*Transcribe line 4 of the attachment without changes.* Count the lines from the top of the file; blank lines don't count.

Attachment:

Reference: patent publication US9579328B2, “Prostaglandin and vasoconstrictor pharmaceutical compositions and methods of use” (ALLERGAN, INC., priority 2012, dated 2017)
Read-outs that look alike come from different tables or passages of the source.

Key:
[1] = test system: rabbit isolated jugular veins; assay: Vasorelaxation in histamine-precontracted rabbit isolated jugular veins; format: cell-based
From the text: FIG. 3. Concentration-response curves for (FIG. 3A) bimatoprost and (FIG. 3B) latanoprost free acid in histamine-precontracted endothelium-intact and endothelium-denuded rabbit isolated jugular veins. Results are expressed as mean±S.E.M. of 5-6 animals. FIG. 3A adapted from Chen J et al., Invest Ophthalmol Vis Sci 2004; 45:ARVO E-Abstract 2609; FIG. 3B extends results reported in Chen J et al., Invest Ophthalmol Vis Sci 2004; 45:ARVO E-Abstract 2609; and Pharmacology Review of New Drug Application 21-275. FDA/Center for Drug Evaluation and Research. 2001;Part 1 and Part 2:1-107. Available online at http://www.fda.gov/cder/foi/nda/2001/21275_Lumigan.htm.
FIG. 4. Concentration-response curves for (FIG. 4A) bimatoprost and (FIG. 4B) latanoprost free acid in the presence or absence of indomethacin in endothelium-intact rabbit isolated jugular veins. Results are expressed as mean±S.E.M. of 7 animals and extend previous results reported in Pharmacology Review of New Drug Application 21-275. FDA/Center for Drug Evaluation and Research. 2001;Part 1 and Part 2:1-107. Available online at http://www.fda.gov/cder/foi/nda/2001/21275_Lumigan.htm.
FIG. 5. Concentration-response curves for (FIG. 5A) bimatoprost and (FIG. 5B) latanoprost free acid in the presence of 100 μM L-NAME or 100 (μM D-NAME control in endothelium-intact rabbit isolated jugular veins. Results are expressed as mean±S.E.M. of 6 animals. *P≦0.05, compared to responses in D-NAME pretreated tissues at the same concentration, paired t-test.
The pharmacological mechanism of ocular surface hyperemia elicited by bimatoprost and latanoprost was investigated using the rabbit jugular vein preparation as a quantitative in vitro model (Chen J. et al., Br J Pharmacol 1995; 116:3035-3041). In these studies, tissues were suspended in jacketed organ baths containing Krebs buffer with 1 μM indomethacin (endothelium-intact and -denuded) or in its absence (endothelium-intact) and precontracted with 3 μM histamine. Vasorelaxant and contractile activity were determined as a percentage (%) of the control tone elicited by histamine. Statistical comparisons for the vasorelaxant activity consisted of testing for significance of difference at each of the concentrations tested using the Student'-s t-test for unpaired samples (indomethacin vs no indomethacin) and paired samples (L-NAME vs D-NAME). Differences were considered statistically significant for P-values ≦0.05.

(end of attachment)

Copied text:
[1] = test system: rabbit isolated jugular veins; assay: Vasorelaxation in histamine-precontracted rabbit isolated jugular veins; format: cell-based